How does the Brazillian elections work, exactly?
I'm glad you asked (you did, I promise) because I can infodump for an hour.
Every 2 years, Brazil runs elections. One for the local elections, where someone votes for the city Mayor and the city's representative, and other where someone votes for the President, State Senator, State governor, and State deputies.
Local elections happened in November 15th 2020, so what better day to start writing a blogpost describing how it works than today.
This is going to be a technical explanation of how things work. So I'm skipping many pre-election and post-election processes. I'm going from candidate loading until vote counting.
In Brazil, we have the TSE, Tribunal Superior Eleitoral, it translates directly to the Supreme Electoral Court. It is the practical creator and maintainer of the voting systems used around the country. After TSE comes the TREs, Tribunal Regional Eleitoral, translates to Regional Electoral Court, and are the courts that actually collect the data from the voting machines back to TSE (more about that in the future of this post).
Every Brazillian citizen between 18-70 years of age must vote. Citizens above 16 can vote. Not voting when you must vote means that you must pay a fine to TSE (if the fine is not paid, there are other things as well, such as being unable to emit a Passport, being unable to be admitted to a public university, etc). To be able to vote, a citizen must create their Voter Card (my translation to Título Eleitoral), and as of recent years, the Voter Card creation process involves taking a picture of the voter and a record of their fingerprints (more on that later).
In the creation process, the citizen is asked which place would they want to have their voting take place. I don't know the criteria, but places can become unavailable as they might be full of voters. After your selections, you are assigned an Electoral Zone and an Electoral Session. The hierarchy goes as follows: State –> Location (city, suburb) –> Zone (number) –> Session (number). Schools are the most common place to be Electoral Zones.
After candidates for the respective year's positions are selected, they are loaded in blank voting machines. The loading process is done via a specific kind of USB flash drive with a specific plastic shell to guide it into the back of the machine (preventing people from trying to jam it in, then switch sides, then attempt again, the usual USB problem). After that is done, another USB flash drive (of same structure) is loaded in, and the spot it's on is locked, as that flash drive will contain votes.
Electoral Session pre-election-day ceremonies
The election days are selected by TSE, composed of a 1st and 2nd round. 2nd rounds happen when a candidate for a major position (such as mayor, president, or governor) does not reach a majority (51%+) in a location with more than 200 thousand voters. 2nd rounds just have the 2 leading candidates from the 1st round.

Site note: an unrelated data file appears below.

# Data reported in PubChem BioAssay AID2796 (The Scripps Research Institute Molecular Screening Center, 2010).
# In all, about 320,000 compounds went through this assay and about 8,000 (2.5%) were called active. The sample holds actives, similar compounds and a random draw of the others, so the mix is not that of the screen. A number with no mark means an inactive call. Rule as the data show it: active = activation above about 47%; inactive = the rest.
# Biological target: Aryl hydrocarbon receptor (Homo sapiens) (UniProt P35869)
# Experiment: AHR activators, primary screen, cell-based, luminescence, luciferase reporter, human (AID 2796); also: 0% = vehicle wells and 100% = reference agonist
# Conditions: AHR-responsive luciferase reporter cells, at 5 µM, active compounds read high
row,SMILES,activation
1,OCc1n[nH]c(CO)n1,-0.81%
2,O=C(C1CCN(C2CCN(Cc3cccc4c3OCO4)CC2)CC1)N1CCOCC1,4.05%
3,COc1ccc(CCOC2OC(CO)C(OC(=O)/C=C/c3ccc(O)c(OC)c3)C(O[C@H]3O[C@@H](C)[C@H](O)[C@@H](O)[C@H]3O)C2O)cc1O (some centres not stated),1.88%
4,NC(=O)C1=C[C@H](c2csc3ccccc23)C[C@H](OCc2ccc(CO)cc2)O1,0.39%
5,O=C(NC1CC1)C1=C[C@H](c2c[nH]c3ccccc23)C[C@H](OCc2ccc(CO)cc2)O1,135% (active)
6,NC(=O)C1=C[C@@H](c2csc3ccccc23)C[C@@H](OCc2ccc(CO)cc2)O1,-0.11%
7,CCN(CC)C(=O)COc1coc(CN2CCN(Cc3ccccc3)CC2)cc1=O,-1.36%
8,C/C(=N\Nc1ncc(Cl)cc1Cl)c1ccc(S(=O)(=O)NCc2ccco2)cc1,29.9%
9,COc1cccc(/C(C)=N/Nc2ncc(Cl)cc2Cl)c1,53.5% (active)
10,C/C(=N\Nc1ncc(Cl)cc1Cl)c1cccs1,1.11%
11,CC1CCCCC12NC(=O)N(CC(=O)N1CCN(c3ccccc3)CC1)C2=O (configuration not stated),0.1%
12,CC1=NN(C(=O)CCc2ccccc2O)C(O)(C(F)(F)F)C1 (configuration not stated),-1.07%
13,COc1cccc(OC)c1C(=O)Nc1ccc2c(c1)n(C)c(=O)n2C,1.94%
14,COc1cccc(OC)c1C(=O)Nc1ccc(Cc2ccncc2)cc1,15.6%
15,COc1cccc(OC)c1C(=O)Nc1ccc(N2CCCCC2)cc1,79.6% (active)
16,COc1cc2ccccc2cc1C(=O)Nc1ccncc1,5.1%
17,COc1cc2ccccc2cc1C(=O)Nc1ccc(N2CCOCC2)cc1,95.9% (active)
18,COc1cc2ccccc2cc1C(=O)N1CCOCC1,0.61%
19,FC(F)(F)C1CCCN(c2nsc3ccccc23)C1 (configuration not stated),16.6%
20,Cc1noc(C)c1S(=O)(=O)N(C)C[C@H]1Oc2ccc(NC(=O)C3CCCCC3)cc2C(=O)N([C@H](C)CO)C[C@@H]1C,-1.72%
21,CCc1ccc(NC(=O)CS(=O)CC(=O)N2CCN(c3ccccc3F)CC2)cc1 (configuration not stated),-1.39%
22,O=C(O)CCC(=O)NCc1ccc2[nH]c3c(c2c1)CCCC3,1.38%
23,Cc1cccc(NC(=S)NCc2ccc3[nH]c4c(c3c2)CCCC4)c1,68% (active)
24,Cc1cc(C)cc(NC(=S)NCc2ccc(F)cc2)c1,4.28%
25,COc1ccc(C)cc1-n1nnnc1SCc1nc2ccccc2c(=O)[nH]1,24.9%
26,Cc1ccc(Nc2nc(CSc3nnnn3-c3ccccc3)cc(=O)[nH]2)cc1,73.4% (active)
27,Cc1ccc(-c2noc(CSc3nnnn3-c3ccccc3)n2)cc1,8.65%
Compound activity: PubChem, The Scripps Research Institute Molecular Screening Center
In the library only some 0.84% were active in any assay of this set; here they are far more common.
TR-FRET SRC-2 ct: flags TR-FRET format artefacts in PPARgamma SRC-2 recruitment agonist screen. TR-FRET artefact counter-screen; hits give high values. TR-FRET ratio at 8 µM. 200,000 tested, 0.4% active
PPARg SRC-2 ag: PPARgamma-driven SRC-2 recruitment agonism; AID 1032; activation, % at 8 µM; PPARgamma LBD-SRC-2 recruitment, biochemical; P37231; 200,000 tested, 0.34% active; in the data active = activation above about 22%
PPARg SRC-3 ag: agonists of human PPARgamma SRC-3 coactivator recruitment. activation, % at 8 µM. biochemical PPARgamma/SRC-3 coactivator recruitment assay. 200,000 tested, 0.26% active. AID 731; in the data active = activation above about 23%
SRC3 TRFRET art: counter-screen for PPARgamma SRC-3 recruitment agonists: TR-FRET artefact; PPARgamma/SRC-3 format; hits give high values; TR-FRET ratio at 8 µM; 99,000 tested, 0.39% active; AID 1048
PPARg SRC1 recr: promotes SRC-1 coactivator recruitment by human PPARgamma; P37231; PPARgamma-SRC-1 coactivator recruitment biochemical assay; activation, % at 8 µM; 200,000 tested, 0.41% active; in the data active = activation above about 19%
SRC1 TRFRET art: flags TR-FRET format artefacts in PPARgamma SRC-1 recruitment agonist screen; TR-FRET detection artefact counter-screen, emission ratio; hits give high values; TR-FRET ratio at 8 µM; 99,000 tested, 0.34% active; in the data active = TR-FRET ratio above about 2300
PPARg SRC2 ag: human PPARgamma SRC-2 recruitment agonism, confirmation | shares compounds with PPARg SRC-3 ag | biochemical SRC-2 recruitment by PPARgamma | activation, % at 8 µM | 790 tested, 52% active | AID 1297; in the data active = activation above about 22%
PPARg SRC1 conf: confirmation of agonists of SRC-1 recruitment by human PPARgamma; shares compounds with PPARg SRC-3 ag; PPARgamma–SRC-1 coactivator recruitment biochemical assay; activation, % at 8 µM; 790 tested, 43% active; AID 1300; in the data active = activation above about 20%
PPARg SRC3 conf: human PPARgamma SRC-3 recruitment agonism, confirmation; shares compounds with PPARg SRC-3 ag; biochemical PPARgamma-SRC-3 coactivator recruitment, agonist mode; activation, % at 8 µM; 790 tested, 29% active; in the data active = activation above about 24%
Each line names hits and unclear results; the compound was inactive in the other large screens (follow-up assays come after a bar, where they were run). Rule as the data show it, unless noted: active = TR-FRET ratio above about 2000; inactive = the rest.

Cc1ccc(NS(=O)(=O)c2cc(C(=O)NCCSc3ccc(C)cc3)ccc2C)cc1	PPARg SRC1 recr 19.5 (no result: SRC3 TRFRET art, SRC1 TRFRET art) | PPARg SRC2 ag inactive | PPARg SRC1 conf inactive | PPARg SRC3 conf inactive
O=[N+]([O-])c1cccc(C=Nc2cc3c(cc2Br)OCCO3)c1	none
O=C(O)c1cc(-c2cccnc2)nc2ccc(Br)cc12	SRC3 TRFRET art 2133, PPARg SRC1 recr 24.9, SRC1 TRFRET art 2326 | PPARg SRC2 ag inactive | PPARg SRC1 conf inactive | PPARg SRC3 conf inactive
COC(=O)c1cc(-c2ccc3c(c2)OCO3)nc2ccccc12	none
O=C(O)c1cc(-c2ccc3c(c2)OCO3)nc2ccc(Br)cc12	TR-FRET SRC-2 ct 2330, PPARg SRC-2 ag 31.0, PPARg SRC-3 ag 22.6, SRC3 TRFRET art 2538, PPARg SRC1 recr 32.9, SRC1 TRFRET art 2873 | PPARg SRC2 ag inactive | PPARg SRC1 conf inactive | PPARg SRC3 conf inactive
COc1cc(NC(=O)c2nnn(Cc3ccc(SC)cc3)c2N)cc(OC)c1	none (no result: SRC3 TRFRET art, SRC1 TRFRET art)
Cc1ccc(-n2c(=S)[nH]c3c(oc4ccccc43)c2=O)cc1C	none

On election day, the mesários (which are voluntary workers for TSE/TRE to manage the election) assigned for a specific Electoral Session, with relevant managers, do the starting ceremonies for the voting machine the respective TRE gave them. That ceremony happens before the actual hours of the election day (election day happens from 07:00 (7AM) until 17:00 (5PM)), so between 6-7AM.
The setup ceremonies involve testing the machine's hardware and making it print a report that it does not contain any votes inside. That report is called the Zerésima. You can see examples of them on the TSE website.
After those ceremonies, the session is ready to accept voters.
Incoming voter process
When a new voter comes in the voting session, they must have some form of identification of thsemselves and their “voter selves”. For the former, that can be done either via TSE's digital voter card app (recommended during the pandemic), the E-Título (only works for voters that registered a picture of themselves) or any government-issued ID document (passport, national ID card, driver's license). For the latter, either E-Título or their voter card works.
Upon showing their identification, one of the Mesários checks the identification provided on the session's book. That is a physical paper notebook possibly contains a picture of a voter, their name, and their voter card number. When a match is found, the voter number is told to the Mesário operating the Terminal. Depending if the voter had their fingerprint registered or not, the Terminal requires the voter to put that in its reader. (This bit may be disabled entirely, considering COVID. As an example, I was not asked to put my fingerprint in for 2020's elections, even though I did in 2018's)